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Decoding complex aspects of Vatican City hidden under the wraps

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1280px-St_Peter's_Square,_Vatican_City_-_April_2007

By Harshmeet Singh

Vatican City, the world’s smallest and the least populated independent country is a mystery to many people around the world. A walled enclave within the Italian capital, Rome, Vatican City has a population of 842! And among those 842 citizens is the Pope – the leader of Catholic Church. The history of the Vatican is one complex and interesting story!

Papal States

Earlier in the day, most of today’s Italy came under ‘Papal States’ which was ruled by the Popes. During their rule, they also established the St. Peter’s Basilica which was the world’s largest church at that time. This church was constructed in a hilly area, known as Vatican. After the church came up, the Popes decided to build a wall around the church, to protect it from foreign attacks.

In 1870, the Kingdom of Italy captured Rome. After the capture, the erstwhile Pope hid behind the walls of the Vatican, which has since been the capital of the Catholic Church. Italy decided against attacking the Vatican, thinking that it might have religious consequences. Rather, Italy decided to be patient and what for the Pope to come out of the walled Vatican; a wait that didn’t end for 6 decades.

And then entered Benito Mussolini

Worried over Italy’s negative image being propagated worldwide due to Pope’s accusations of ‘imposed imprisonment’, Italy’s then Prime Minister, Benito Mussolini decided to strike a deal (Lateran treaty) with the Pope. According to the deal, Italy would give the Vatican’s land to the Pope along with some financial compensation. In return, the Pope must acknowledge the existence of Italy and remain neutral during any future conflicts or in politics.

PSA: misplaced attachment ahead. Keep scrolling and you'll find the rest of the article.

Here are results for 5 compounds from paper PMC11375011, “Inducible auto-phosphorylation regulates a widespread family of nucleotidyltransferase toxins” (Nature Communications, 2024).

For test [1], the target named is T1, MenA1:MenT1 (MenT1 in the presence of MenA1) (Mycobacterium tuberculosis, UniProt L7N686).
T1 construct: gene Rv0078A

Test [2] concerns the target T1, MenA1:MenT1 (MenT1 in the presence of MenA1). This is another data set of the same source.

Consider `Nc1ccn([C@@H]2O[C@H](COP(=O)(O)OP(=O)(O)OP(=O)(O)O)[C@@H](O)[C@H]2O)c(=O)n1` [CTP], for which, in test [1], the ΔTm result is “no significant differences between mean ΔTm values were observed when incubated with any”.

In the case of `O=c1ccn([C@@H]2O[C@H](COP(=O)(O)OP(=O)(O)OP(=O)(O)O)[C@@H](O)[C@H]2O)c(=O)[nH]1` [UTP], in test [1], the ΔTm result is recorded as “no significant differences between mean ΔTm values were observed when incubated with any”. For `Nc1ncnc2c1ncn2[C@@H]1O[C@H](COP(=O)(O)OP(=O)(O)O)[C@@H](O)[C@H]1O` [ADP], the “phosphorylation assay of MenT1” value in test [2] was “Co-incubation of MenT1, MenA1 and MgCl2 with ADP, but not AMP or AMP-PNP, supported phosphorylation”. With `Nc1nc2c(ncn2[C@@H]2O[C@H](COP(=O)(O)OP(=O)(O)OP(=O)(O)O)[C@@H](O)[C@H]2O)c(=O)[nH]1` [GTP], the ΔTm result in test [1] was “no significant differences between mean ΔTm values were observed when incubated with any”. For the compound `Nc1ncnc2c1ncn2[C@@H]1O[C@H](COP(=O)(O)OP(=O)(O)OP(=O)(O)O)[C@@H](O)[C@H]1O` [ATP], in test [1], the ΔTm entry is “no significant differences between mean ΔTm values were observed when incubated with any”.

With the signing of the deal, the world got a new country, Vatican City. Today, that country has all the aspects of a sovereign nation, including its own laws, king, stamps, etc.

Understanding the Vatican

Apart from the incredibly famous Pope, Vatican City is also home to a King and the Holy See! The throne of the Pope is given the name – Holy See. Apart from the throne, The Holy See is also the name given to the rules of the Catholic Church.

One of the least known aspects about the Vatican is that it is a monarch with absolute power to the King. And surprisingly enough, there are no talks about the King of Vatican City! This is what makes Vatican one of the few countries to use Euro as a currency without being a part of the European Union. Since EU membership is only given to democratic nations, Vatican can’t be a member nation of the EU.

Here comes the most puzzling piece of information – The King of the Vatican is the same person as the Pope! In his capacity as the King, he can overrule any decision of the legislative within the Vatican without giving any reason. It is, in fact, a unique case of an elected leader getting limitless power within a country.

And the confusion goes far beyond

Vatican City, despite being recognized as a nation, isn’t a member of the United Nations. In fact, it is The Holy See that holds a permanent observer status in the UN, but without any voting rights. Confused? There are still some more weird facts to go! There are no female citizens in the Vatican, meaning that no one is born a Vatican citizen. The only way to gain the membership of Vatican City is to be granted the same by the King. And the King only grants membership to those who serve the Holy See. In short, only the servants of the Pope get to be the citizens of Vatican City. The citizenship ends as soon as the person resigns from the job.

According to the Lateran treaty signed between Mussolini and the Pope, if a person loses his citizenship of Vatican City and isn’t a citizen of any other nation, he would be automatically recognized as an Italian citizen.

Due to its extremely small size (44 hectares), Vatican City is one of the few countries in the world that doesn’t house any foreign embassies. The embassies to the Holy See are located in Rome.